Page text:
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Why are women living longer than men?

Jetta Tedesco (2022-04-18)

Everywhere in the world women live longer than men - but this was not always the case. The available data from rich countries shows that women didn't live longer than men in the 19th century. What's the reason why women live longer than men? And how does this benefit increase over time? The evidence isn't conclusive and we have only some solutions. Although we know that there are biological, behavioral, and environmental factors that all play a role in the longevity of women over males, it isn't clear how much each one contributes.

2 years agoIn spite of the weight, we know that at least a portion of the reason women live longer than men in the present and not in the past, is to do with the fact that certain fundamental non-biological factors have changed. These are the factors that are changing. Some are well known and relatively straightforward, like the fact that men smoke more often. Other are more complicated. For example, there is evidence that in rich countries the female advantage increased in part because infectious diseases used to affect women disproportionately a century ago, so advances in medicine that reduced the long-term health burden from infectious diseases, especially for survivors, ended up raising women's longevity disproportionately.

Everywhere in the world women tend to live longer than men
The first chart below shows life expectancy at birth for men and women. We can see that every country is above the diagonal parity line - this means that in all countries baby girls can expect to live for longer than a newborn boy.1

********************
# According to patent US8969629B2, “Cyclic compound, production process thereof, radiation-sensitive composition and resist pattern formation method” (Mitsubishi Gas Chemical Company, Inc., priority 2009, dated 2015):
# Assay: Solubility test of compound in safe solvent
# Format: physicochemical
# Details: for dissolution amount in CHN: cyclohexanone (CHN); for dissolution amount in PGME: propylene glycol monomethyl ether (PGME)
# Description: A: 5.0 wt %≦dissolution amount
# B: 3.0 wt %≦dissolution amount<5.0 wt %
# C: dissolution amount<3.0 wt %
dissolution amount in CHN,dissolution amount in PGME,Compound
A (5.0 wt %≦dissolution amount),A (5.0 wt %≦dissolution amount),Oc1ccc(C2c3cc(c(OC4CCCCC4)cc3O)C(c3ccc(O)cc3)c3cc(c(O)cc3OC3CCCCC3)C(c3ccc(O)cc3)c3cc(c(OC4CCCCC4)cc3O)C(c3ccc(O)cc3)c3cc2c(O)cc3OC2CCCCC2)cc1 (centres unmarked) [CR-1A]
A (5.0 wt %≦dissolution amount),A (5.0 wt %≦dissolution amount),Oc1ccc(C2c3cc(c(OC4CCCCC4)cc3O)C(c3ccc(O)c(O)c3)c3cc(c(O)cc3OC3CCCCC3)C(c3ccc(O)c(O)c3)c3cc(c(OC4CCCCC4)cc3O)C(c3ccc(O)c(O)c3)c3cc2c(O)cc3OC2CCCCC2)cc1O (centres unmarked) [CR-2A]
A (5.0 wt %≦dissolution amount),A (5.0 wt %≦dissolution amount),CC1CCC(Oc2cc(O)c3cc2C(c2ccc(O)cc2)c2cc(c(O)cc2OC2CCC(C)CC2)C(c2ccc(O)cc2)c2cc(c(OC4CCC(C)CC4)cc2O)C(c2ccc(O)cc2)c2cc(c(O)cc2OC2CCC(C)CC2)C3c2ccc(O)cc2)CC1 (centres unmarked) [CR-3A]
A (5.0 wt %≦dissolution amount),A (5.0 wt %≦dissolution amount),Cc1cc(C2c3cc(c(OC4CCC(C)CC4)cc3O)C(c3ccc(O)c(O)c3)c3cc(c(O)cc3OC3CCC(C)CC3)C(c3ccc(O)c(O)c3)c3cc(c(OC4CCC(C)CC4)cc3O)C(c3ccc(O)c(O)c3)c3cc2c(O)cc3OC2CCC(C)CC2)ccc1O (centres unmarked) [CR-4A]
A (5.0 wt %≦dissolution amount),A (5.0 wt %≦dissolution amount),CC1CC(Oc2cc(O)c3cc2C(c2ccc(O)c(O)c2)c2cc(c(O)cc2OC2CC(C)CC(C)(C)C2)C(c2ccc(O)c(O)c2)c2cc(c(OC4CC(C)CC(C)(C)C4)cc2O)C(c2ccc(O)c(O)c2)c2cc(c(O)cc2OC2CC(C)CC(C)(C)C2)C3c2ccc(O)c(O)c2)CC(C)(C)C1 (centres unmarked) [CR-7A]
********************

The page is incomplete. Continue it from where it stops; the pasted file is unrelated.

This chart shows that, although there is a women's advantage everywhere, cross-country differences can be significant. In Russia women live for 10 years longer than males. In Bhutan the difference is only half a year.

The female advantage in life expectancy was less in developed countries that it is today.
Let's examine the way that female advantages in longevity has changed with time. The next chart plots the male and female lifespans at birth in the US during the time period between 1790 and 2014. Two distinct points stand out.

First, there's an upward trend. Men and افضل كريم للشعر women in the US are living much, much longer today than a century ago. This is in line with historical increases in life expectancy everywhere in the world.

The second is that there is an increase in the gap between men and women: female advantage in life expectancy used to be extremely small, but it grew substantially over the course of the last century.

It is possible to verify that these are applicable to other countries with data by clicking on the "Change country" option in the chart. This includes the UK, France, and Sweden.